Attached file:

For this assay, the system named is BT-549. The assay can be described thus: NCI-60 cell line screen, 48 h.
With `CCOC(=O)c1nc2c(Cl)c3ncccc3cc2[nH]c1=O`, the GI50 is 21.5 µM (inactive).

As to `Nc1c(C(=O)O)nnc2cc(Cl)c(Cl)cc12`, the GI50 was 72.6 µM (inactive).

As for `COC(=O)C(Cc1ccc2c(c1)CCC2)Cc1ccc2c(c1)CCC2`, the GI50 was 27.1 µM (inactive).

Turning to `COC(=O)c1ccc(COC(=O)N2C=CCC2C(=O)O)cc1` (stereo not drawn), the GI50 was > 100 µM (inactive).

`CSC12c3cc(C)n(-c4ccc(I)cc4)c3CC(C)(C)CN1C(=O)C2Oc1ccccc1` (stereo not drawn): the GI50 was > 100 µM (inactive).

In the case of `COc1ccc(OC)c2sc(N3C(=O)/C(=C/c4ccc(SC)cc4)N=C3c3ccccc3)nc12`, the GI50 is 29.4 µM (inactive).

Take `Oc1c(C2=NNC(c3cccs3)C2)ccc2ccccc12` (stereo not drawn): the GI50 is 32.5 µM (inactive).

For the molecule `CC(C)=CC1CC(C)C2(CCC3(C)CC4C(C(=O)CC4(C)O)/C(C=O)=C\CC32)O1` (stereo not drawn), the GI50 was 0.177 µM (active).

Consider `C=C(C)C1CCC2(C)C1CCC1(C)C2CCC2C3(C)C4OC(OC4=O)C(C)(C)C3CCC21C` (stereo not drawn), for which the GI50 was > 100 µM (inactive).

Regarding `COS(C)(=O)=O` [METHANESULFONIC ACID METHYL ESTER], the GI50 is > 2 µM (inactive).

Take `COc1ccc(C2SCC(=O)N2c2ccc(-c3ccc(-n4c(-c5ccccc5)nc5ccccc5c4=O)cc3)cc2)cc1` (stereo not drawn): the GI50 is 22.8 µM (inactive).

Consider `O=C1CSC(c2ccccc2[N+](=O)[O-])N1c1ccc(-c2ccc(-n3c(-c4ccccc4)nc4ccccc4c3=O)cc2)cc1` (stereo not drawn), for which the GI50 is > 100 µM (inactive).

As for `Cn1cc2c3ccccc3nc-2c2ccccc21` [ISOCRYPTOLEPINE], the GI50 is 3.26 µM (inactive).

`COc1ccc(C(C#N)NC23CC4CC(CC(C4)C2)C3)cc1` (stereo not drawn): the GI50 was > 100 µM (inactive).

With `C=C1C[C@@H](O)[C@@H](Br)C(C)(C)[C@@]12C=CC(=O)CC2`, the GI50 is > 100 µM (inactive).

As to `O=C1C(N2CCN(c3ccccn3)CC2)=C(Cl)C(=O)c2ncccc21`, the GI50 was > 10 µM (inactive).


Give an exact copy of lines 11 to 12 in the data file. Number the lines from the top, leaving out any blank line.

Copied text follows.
Regarding `COS(C)(=O)=O` [METHANESULFONIC ACID METHYL ESTER], the GI50 is > 2 µM (inactive).

Take `COc1ccc(C2SCC(=O)N2c2ccc(-c3ccc(-n4c(-c5ccccc5)nc5ccccc5c4=O)cc3)cc2)cc1` (stereo not drawn): the GI50 is 22.8 µM (inactive).